Commonly asked overtime pay law questions about loan underwriters:
- What Is a Loan Underwriter?
- What is the Salary Range for a Loan Underwriter?
- How Many Loan Underwriters Are Nationally Employed?
- Where Are Most Loan Underwriters Employed?
- Loan Underwriter Overtime Pay Lawsuit News
- What are the Laws for Loan Underwriter Overtime Pay?
- Is a Loan Underwriter Entitled to Overtime Pay?
- Does a Company Have to Pay Overtime Wages to a Loan Underwriter?
- Loan Underwriter Overtime Pay Lawyer Review
What Is a Loan Underwriter?
Loan underwriters determine the risk involved in offering a loan to a borrower, as determined usually by credit, capacity, and collateral. Generally, loan underwriters make the final decision on whether to approve or decline a loan.
What is the Salary Range for a Loan Underwriter?
Depending on the work setting and state where loan underwriters are employed, the U.S. Bureau of Labor Statistics (BLS) noted that in 2016, loan underwriters made between $32,820 and $132,290, with the average annual salary being approximately $76,000.
How Many Loan Underwriters Are Nationally Employed?
According to the United States Department of Labor, employment estimate and mean wage estimates for this occupation is as follows:
|Employment||Employment RSE*||Mean Hourly Wage||Mean Annual Wage||Wage RSE|
*RSE: The relative standard error (RSE) is a measure of the reliability of a survey statistic. The smaller the relative standard error, the more precise the estimate.
According to the United States Department of Labor, the percentile wage estimates for a loan underwriter is as follows:
Where Are Most Loan Underwriters Employed?
According to the United States Department of Labor, states with the highest employment level in this occupation are as follows:
|State||Employment||Employment Per Thousand Jobs||Location Quotient||Hourly Mean Wage||Annual Mean Wage|
Loan Underwriter Overtime Pay Lawsuit News
Related Loan Underwriter Overtime Pay Lawsuit News
What are the Laws for Loan Underwriter Overtime Pay?
Most loan underwriters are protected under the Fair Labor Standard Overtime Laws (FLSA), meaning employers are required to pay them overtime for all hours worked over 40 in one week. Overtime wages must equal one and one half times the loan underwriter’s regular rate of pay.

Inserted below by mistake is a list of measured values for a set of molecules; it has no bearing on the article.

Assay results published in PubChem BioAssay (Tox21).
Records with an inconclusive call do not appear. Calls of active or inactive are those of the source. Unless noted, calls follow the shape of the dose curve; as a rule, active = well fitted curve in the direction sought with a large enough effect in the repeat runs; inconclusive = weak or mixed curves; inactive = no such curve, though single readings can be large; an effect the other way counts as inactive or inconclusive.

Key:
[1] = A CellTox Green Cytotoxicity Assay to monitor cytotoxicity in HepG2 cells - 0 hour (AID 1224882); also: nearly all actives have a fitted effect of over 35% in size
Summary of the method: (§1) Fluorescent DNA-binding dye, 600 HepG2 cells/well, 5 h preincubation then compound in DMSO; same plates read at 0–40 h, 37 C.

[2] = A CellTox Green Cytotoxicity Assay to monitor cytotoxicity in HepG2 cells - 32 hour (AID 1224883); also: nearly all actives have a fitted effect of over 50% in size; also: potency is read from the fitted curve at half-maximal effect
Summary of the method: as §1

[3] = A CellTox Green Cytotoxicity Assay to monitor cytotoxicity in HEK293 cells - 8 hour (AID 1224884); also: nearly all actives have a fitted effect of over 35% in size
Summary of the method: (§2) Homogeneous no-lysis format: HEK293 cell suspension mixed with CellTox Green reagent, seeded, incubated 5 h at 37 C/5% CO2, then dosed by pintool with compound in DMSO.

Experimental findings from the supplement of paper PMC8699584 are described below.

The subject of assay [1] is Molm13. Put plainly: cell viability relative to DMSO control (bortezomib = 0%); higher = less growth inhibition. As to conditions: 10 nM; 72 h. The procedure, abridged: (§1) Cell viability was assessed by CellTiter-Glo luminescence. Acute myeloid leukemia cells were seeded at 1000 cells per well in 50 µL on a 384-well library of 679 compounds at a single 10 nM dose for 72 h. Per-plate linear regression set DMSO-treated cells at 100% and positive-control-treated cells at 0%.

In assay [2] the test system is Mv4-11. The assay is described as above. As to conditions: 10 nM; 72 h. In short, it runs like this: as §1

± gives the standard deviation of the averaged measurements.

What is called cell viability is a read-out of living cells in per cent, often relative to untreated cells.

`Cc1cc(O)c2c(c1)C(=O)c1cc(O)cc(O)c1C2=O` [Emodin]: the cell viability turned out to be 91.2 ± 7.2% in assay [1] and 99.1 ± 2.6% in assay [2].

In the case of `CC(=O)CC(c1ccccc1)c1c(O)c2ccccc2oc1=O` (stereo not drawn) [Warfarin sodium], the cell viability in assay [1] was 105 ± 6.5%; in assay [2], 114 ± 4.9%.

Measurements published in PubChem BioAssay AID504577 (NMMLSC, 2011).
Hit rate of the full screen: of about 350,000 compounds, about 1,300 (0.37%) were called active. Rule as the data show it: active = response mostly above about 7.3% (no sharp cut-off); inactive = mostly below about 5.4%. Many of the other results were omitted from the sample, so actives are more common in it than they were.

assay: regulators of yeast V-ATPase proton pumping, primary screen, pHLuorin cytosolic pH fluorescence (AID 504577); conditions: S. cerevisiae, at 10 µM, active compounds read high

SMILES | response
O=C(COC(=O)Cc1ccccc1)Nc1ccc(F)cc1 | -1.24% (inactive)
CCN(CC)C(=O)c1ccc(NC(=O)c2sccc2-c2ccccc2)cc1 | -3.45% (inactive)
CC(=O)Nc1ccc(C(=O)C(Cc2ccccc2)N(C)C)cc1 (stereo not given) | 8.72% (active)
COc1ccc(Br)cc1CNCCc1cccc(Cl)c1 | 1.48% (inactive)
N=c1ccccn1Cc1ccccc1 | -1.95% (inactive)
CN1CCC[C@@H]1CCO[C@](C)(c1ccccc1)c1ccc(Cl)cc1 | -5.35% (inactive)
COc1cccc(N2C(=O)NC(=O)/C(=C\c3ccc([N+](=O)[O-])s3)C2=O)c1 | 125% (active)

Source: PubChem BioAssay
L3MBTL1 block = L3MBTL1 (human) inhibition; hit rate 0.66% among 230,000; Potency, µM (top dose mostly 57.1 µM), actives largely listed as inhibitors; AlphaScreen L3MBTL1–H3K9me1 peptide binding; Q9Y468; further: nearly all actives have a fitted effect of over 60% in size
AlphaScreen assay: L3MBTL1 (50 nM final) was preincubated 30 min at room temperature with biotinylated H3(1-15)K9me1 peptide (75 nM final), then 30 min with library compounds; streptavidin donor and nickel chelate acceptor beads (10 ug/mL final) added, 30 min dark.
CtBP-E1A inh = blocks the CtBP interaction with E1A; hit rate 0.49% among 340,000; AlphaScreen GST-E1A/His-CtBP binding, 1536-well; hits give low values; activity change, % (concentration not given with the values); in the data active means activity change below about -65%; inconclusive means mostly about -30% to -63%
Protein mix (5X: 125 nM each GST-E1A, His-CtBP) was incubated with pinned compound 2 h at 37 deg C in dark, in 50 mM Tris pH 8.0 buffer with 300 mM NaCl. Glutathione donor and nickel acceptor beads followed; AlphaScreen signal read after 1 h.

However, although most courts agree that Loan Underwriters are entitled to overtime wages for working more than 40 hours in a work week, this is not always the case. Depending on the specific facts of the case, some Loan Underwriters may be properly classified as exempt “administrative” employees who are not entitled to overtime pay.
Courts will consider all of the following factors in deciding whether a Loan Underwriter is entitled to overtime pay: amount of compensation; pay structure (hourly wage or salary); the employer’s production requirements; how much decision-making power the Loan Underwriter has; the nature of the employer’s primary business; and the Loan Underwriter’s other job duties.
Is a Loan Underwriter Entitled to Overtime Pay?
Yes, a loan underwriter may be entitled to overtime pay if worked more than 40 hours in a single workweek.
According to the Fair Labor Standards Act (FLSA), employers are generally required to pay time-and-a-half for all overtime to loan underwriters. Additionally, overtime pay should include all required work performed in all facilities and departments, both before and after a shift, including staff meetings and required paid training.
However, some loan underwriters may fall under the “administrative” FLSA exemption, and each state has their own laws as well that may differ from the FLSA. An experienced overtime pay attorney will be able to interpret the laws as they apply to your particular case, and thereby determine if you are entitled to overtime pay.
Does a Company Have to Pay Overtime Wages to a Loan Underwriter?
In many cases, a company is required to pay overtime wages to loan underwriters as mandated in the FLSA.
However, loan underwriters can sometimes be properly classified as an exempt “administrative” employee. Whether or not a loan underwriter is exempt or is entitled to overtime pay depends on amount of compensation; pay structure (hourly wage or salary); the employer’s production requirements; how much decision-making power the loan underwriter has; the nature of the employer’s primary business; and the loan underwriter’s other job duties.
It is important to know if you fall under this exemption or not, because some employer’s will misclassify loan underwriters in an effort to avoid paying overtime wages. Because of this, it is best to consult an experienced attorney who can advise you on your case.
To determine whether you are eligible for filing a wage claim, contact our experienced Loan Underwriter Overtime Pay Lawyers at (855) 754-2795 for a Free Consultation to discuss your case or complete the Free Unpaid Overtime Case Review Form on this page. We will discuss your situation and determine if you have a claim. If you are owed unpaid wages, we will represent you under our No Fee Promise, which means there are never any legal fees or costs unless you receive a settlement.